WASHINGTON — President Barack Obama and Vice President Joe Biden met Thursday with relatives of the victims of the Connecticut school shooting, who were visiting Washington on the eve of the six-month anniversary of the tragedy to push anew for gun control.
Legislation to expand background checks for gun buyers failed in the Senate in April, and there are no indications it has gained any traction over concerns about protecting gun rights. But some of the Sandy Hook victims' relatives have been making emotional pleas to lawmakers this week and appeared with supportive lawmakers at a Capitol news conference Thursday.
Twenty first-graders and six staffers were killed on Dec. 14 in the shooting at Sandy Hook Elementary School in Newtown, Conn. Some of the families of the victims have pushed Congress to toughen firearms laws, and Obama spokesman Jay Carney said that the White House commends their "courage and perseverance."
"We want them to know that, as we approach the six-month anniversary of that terrible day, we will never forget and we will continue to fight alongside them," Carney said. The White House would provide no details, saying that was intended to protect the families' privacy.
Biden plans to hold a gun control event at the White House on Tuesday, although his office won't discuss any details. Last week, Biden sent an email to Democrats saying he has complete faith Congress will pass meaningful gun laws if everything is done to make it happen and declared, "This fight is far from over."
Senate Majority Leader Harry Reid, D-Nev., said Thursday that he would not accept watered-down background checks as the price for pushing new legislation through his chamber. Reid, speaking at the news conference with the families, did not specify what parts of the legislation he would refuse to weaken or remove, or when a fresh vote on the issue might occur.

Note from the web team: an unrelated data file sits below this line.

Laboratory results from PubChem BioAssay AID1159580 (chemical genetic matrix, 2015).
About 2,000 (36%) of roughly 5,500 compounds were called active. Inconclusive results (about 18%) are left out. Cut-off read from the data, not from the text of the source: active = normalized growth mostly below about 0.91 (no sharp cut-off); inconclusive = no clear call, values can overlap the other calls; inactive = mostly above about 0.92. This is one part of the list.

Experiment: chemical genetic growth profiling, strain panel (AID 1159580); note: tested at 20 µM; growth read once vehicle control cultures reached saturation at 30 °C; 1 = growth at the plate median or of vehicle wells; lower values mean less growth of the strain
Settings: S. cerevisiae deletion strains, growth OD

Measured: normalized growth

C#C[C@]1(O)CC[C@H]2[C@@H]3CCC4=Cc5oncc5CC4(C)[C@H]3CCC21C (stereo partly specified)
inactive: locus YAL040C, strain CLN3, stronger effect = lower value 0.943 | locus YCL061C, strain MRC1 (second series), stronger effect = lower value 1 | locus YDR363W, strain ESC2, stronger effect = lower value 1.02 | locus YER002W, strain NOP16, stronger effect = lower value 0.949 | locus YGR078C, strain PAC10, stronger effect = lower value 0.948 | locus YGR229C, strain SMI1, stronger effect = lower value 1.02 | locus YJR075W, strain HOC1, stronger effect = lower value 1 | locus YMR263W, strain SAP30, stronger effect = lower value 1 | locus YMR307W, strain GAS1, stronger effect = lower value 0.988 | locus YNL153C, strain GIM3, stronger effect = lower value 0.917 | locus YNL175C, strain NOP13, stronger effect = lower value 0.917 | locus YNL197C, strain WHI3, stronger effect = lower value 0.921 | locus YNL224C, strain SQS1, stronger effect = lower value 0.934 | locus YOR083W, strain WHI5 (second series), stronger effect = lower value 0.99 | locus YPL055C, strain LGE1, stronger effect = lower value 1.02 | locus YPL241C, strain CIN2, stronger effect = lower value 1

Gun control supporters have worried that to declare victory, Democrats might remove required record-keeping of gun sales from the measure — which advocates say would render the legislation toothless.
"The bill that passes the Senate must include background checks and not a watered-down version of background checks," Reid said. "We're not going to let the forces of an extreme minority water down and damage the contents" of the legislation.
Reid said talks aimed at finding the 60 votes the measure will need to prevail "have not borne much fruit yet," but predicted they will. Reid and other supporters must find at least five additional votes — which means they will need support from at least one more Republican — even though gun rights advocates have successfully fought against new laws.
Reid also said he spoke to Michael Bloomberg this week about the New York City mayor's letter urging local donors to not contribute to Democratic senators who opposed the background check legislation. Four of them voted against the bill.
Reid said he told Bloomberg that "to have Republicans control the Senate is a sure sign we will never every get anything done."
Reid said that while he believes Bloomberg will consider his advice, "He's kind of a free spirit and a very rich one."